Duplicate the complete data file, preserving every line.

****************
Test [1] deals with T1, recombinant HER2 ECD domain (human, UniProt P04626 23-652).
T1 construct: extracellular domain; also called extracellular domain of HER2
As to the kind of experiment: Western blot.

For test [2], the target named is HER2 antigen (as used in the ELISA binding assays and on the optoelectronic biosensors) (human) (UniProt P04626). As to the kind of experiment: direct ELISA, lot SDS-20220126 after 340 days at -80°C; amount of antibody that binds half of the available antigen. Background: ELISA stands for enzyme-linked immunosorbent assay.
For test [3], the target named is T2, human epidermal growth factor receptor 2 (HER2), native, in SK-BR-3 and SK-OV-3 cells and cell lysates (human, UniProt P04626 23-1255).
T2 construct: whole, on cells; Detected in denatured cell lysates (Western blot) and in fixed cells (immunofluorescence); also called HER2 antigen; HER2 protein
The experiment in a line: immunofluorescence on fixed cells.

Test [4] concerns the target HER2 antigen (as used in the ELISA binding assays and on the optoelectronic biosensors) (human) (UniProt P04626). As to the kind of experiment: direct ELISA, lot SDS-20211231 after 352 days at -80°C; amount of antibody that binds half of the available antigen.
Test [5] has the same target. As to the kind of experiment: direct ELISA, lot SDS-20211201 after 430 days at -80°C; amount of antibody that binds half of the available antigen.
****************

Test [1] deals with T1, recombinant HER2 ECD domain (human, UniProt P04626 23-652).
T1 construct: extracellular domain; also called extracellular domain of HER2
As to the kind of experiment: Western blot.

For test [2], the target named is HER2 antigen (as used in the ELISA binding assays and on the optoelectronic biosensors) (human) (UniProt P04626). As to the kind of experiment: direct ELISA, lot SDS-20220126 after 340 days at -80°C; amount of antibody that binds half of the available antigen. Background: ELISA stands for enzyme-linked immunosorbent assay.
For test [3], the target named is T2, human epidermal growth factor receptor 2 (HER2), native, in SK-BR-3 and SK-OV-3 cells and cell lysates (human, UniProt P04626 23-1255).
T2 construct: whole, on cells; Detected in denatured cell lysates (Western blot) and in fixed cells (immunofluorescence); also called HER2 antigen; HER2 protein
The experiment in a line: immunofluorescence on fixed cells.

Test [4] concerns the target HER2 antigen (as used in the ELISA binding assays and on the optoelectronic biosensors) (human) (UniProt P04626). As to the kind of experiment: direct ELISA, lot SDS-20211231 after 352 days at -80°C; amount of antibody that binds half of the available antigen.
Test [5] has the same target. As to the kind of experiment: direct ELISA, lot SDS-20211201 after 430 days at -80°C; amount of antibody that binds half of the available antigen.